A Tip for Differentiating Between Sensory and Muscle Action Potentials

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This recording demonstrates the potential recorded after stimulation of the right ulnar motor and sensory nerve at the wrist in a healthy 49-yr-old woman. The E1 electrode was situated on the proximal portion of the fifth digit, and the E2 was 3 cm distal to the E1. The low- and high-frequency filters were set at 20 and 2 kHz, respectively. This setting is common for recording sensory nerve action potentials.
The four potentials were recorded by changing the subject's hand position. The first trace (A) represents the potential recorded in the anatomically relaxed position; the second trace (B) represents the potential recorded with his fifth digit abducted; the third trace (C) represents the potential recorded with his fifth digit flexed at the metacarpophalangeal joint; and the fourth trace (D) represents the potential recorded with his index, middle, and ring digits flexed at their metacarpophalangeal joints.
The strength of the stimuli was supramaximal to evoke the early component of the potentials and was the same throughout the four trials.
Note that the configuration of an early element with an onset latency of approximately 2 milliseconds was stable in every trace; however, the configuration of the later element, with a longer latency, varied depending on the subject's hand position.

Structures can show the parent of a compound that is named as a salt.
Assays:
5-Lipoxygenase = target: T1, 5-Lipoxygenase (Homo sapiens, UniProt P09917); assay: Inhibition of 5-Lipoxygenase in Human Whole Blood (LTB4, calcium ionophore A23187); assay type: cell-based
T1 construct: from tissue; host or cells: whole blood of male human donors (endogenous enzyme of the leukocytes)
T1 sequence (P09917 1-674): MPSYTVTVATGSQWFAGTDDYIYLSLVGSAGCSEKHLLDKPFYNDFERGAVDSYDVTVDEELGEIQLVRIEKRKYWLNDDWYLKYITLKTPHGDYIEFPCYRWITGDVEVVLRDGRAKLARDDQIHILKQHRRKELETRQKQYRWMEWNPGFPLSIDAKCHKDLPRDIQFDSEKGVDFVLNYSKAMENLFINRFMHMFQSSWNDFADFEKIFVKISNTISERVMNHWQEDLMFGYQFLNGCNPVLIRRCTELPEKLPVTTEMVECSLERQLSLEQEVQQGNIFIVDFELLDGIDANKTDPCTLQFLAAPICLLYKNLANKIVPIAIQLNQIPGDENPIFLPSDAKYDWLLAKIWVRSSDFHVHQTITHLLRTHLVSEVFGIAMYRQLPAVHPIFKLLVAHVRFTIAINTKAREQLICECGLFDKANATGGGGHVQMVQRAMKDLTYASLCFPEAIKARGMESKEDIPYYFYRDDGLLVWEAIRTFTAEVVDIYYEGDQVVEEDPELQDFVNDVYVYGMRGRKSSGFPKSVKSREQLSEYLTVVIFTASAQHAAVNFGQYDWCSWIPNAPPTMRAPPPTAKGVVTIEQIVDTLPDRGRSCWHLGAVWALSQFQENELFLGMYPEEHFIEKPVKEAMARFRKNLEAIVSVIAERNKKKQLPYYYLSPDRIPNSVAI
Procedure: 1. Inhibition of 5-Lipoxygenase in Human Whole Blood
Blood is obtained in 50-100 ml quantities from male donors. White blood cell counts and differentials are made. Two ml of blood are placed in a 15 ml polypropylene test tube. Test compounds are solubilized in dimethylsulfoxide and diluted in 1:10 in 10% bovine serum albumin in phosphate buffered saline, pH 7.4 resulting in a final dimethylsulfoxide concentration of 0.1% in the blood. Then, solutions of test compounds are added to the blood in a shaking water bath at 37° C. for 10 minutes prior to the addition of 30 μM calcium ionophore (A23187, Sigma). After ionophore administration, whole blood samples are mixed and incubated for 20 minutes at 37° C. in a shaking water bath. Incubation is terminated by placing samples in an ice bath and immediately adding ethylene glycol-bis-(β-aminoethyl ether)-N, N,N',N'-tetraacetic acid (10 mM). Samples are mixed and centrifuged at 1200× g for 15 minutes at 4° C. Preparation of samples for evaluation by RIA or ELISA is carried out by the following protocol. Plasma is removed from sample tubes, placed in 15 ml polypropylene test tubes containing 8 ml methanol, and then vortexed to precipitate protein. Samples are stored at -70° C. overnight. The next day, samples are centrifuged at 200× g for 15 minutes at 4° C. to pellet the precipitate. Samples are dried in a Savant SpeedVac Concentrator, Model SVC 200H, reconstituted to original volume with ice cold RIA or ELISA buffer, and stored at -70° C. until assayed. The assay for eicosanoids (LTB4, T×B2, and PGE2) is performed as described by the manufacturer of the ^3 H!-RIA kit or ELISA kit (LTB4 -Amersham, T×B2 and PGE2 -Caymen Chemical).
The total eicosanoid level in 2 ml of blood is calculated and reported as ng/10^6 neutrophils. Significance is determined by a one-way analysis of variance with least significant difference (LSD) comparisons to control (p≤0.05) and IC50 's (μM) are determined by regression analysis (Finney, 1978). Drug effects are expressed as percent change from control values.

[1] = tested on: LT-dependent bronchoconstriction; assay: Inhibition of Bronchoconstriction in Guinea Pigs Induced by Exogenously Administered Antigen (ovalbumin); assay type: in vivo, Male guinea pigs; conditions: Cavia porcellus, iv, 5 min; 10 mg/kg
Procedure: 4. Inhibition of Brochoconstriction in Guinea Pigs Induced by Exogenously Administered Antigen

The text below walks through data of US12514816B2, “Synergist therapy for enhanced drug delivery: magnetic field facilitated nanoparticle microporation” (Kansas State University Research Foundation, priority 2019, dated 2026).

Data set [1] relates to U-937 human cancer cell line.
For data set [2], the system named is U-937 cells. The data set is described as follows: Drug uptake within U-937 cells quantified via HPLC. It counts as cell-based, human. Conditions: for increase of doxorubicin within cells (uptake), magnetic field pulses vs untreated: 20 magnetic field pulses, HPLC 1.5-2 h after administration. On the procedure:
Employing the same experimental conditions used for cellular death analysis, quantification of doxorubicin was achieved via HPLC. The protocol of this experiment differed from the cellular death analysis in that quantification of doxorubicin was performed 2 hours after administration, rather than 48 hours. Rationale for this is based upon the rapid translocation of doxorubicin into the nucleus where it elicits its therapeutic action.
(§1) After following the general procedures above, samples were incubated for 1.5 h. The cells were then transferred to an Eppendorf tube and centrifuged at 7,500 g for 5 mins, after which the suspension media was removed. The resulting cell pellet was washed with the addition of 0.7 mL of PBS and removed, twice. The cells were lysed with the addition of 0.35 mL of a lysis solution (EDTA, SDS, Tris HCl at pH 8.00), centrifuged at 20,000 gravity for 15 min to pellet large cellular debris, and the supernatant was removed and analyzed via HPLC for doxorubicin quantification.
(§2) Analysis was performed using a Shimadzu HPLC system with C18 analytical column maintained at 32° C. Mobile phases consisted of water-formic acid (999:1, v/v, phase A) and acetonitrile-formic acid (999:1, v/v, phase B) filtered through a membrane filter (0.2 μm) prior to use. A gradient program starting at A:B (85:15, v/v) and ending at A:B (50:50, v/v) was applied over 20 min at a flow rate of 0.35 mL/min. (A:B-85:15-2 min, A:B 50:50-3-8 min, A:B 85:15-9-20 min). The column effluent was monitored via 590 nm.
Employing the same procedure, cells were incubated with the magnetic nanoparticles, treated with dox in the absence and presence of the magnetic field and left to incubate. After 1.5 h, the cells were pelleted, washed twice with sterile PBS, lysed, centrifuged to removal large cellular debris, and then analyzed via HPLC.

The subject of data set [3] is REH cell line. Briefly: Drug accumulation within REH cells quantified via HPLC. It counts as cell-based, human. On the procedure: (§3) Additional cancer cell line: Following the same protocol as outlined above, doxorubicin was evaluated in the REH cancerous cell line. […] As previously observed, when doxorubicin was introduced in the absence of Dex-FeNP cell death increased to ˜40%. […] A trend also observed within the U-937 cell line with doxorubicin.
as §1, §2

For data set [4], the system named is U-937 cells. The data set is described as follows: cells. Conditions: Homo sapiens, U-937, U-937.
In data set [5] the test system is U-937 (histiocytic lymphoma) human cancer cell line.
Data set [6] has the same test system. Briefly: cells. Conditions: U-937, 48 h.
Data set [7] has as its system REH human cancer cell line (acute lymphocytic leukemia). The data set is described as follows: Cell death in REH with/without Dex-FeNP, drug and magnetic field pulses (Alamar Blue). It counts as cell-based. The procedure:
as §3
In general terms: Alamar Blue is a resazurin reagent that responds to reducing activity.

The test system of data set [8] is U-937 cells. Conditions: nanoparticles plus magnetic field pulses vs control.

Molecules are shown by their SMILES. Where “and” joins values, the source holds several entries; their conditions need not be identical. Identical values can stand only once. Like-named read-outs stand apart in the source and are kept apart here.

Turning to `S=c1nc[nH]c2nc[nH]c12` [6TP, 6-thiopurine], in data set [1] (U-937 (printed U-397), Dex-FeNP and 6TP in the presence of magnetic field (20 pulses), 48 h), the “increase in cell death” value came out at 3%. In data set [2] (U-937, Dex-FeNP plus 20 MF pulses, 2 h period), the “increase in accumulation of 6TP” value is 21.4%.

The tendon is used for reference in recording compound muscle action potentials because it is presumably electrically inactive.1 However, this is not always true. As Kincaid et al.2 have reported, tendon sites are not electrically inactive. In particular, the area from the hypothenar to the fifth digits would be electrically active after ulnar stimulation.
It is also known that the configuration of compound muscle action potential changes with muscle length, in other words, hand position.3 Conversely, sensory potentials are not affected.
Hence, the early component of the waveform, which has a stable configuration despite the hand position, is a sensory nerve action potential, whereas the later component of the potential, which is transfigured depending on the hand position, originates from the ulnar innervated muscles (Fig. 1).
Motor axons have a threshold similar to that of large myelinated sensory axons.4 Thus, differentiation between sensory and volume-conducted muscle potentials is often difficult in antidromic sensory nerve conduction studies, particularly in diseased states. When electromyographers encounter an ambiguous potential, especially antidromic ulnar sensory studies, they should record the potentials as they change with hand position of subjects. Then, they would be able to identify the stable elements of the potentials regardless of the hand position as sensory nerve action potentials.
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